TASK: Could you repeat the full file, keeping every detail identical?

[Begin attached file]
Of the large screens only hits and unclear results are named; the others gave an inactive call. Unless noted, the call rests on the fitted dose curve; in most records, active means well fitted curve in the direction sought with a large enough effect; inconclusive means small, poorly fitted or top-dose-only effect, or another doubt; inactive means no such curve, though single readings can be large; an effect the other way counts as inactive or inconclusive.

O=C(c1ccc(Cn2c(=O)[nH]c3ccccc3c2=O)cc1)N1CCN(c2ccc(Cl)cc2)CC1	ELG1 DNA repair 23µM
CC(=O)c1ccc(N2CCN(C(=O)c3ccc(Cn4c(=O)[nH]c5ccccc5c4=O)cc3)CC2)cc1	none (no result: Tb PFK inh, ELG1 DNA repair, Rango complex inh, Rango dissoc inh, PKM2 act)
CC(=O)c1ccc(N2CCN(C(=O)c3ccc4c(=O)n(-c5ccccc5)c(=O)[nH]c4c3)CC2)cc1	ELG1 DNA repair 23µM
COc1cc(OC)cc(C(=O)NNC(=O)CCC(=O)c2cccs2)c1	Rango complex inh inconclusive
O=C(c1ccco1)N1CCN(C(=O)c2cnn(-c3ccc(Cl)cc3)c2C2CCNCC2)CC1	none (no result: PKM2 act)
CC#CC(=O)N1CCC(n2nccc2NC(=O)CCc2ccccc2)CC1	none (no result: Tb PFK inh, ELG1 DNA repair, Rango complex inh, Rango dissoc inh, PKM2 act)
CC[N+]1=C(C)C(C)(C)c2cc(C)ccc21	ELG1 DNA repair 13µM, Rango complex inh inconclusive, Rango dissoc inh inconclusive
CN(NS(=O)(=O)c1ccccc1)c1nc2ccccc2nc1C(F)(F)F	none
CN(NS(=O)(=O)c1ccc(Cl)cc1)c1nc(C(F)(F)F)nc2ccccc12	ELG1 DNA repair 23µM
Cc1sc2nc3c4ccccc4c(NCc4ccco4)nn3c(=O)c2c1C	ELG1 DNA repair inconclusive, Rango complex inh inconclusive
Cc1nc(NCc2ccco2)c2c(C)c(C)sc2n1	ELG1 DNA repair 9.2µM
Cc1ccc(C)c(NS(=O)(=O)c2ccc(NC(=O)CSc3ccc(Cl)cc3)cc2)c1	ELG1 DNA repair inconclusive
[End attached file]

Of the large screens only hits and unclear results are named; the others gave an inactive call. Unless noted, the call rests on the fitted dose curve; in most records, active means well fitted curve in the direction sought with a large enough effect; inconclusive means small, poorly fitted or top-dose-only effect, or another doubt; inactive means no such curve, though single readings can be large; an effect the other way counts as inactive or inconclusive.

O=C(c1ccc(Cn2c(=O)[nH]c3ccccc3c2=O)cc1)N1CCN(c2ccc(Cl)cc2)CC1	ELG1 DNA repair 23µM
CC(=O)c1ccc(N2CCN(C(=O)c3ccc(Cn4c(=O)[nH]c5ccccc5c4=O)cc3)CC2)cc1	none (no result: Tb PFK inh, ELG1 DNA repair, Rango complex inh, Rango dissoc inh, PKM2 act)
CC(=O)c1ccc(N2CCN(C(=O)c3ccc4c(=O)n(-c5ccccc5)c(=O)[nH]c4c3)CC2)cc1	ELG1 DNA repair 23µM
COc1cc(OC)cc(C(=O)NNC(=O)CCC(=O)c2cccs2)c1	Rango complex inh inconclusive
O=C(c1ccco1)N1CCN(C(=O)c2cnn(-c3ccc(Cl)cc3)c2C2CCNCC2)CC1	none (no result: PKM2 act)
CC#CC(=O)N1CCC(n2nccc2NC(=O)CCc2ccccc2)CC1	none (no result: Tb PFK inh, ELG1 DNA repair, Rango complex inh, Rango dissoc inh, PKM2 act)
CC[N+]1=C(C)C(C)(C)c2cc(C)ccc21	ELG1 DNA repair 13µM, Rango complex inh inconclusive, Rango dissoc inh inconclusive
CN(NS(=O)(=O)c1ccccc1)c1nc2ccccc2nc1C(F)(F)F	none
CN(NS(=O)(=O)c1ccc(Cl)cc1)c1nc(C(F)(F)F)nc2ccccc12	ELG1 DNA repair 23µM
Cc1sc2nc3c4ccccc4c(NCc4ccco4)nn3c(=O)c2c1C	ELG1 DNA repair inconclusive, Rango complex inh inconclusive
Cc1nc(NCc2ccco2)c2c(C)c(C)sc2n1	ELG1 DNA repair 9.2µM
Cc1ccc(C)c(NS(=O)(=O)c2ccc(NC(=O)CSc3ccc(Cl)cc3)cc2)c1	ELG1 DNA repair inconclusive